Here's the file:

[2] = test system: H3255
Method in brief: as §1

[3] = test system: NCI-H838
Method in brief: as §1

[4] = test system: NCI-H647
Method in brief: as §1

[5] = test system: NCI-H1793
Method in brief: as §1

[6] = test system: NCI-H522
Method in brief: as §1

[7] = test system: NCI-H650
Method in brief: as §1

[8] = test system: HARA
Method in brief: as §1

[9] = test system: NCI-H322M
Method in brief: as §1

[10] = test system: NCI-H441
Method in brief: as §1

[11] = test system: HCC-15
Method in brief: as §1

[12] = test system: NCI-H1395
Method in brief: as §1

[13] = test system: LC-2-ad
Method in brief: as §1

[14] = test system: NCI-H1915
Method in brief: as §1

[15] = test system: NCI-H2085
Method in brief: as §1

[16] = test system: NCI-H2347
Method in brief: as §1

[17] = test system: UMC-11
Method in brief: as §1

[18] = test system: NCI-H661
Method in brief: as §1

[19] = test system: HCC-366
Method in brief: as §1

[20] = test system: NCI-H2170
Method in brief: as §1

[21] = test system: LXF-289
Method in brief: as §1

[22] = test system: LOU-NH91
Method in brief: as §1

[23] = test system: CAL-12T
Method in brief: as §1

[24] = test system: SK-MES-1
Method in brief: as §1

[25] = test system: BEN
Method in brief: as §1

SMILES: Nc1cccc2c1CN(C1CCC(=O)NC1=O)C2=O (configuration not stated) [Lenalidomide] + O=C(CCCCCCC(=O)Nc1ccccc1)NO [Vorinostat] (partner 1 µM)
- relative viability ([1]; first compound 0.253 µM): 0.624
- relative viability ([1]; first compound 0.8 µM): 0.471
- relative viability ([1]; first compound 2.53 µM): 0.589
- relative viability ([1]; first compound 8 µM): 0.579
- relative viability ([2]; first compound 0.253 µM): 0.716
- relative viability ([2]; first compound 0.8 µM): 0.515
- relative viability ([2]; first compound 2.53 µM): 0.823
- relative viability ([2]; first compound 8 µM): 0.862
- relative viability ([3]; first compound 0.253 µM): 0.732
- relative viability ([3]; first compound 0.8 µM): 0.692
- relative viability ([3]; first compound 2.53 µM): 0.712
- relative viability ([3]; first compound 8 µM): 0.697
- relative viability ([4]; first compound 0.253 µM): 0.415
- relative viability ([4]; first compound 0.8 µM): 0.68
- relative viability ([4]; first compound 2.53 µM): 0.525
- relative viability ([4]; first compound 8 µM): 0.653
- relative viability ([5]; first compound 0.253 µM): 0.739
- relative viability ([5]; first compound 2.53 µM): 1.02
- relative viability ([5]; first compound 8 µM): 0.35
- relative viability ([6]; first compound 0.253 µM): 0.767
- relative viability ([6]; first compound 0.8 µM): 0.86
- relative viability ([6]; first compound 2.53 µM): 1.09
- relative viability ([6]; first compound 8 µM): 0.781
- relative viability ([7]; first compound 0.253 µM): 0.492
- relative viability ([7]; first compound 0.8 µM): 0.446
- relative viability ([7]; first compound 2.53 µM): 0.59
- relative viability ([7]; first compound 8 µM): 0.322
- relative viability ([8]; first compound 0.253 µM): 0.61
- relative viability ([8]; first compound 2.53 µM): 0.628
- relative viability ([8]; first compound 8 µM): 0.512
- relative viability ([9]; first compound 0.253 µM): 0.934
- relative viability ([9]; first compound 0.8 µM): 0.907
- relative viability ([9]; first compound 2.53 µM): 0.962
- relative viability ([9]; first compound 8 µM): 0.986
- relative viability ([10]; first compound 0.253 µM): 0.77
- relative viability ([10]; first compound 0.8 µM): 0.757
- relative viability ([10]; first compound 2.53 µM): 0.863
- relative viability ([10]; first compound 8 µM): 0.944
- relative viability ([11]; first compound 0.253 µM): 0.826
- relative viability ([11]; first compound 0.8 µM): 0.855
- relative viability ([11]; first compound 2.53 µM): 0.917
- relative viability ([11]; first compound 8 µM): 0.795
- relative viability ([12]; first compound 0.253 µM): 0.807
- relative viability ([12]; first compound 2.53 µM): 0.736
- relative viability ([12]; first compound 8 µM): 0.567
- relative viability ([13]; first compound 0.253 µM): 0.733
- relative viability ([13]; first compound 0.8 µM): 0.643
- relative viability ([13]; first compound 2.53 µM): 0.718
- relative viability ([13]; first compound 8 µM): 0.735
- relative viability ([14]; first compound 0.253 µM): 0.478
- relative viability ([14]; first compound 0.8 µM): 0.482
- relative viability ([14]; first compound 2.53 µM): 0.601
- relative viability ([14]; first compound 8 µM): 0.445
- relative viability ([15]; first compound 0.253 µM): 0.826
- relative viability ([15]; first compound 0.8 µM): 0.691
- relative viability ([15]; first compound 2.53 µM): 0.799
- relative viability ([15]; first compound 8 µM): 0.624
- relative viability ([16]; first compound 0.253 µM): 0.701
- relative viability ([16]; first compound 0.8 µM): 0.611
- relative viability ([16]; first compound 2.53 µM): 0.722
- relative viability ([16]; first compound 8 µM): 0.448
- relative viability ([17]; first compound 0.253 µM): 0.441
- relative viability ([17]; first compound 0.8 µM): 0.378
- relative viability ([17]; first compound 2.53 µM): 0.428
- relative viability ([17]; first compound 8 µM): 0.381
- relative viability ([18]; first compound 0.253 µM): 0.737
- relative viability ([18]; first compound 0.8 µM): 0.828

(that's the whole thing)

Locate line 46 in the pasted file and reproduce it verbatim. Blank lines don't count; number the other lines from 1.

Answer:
Method in brief: as §1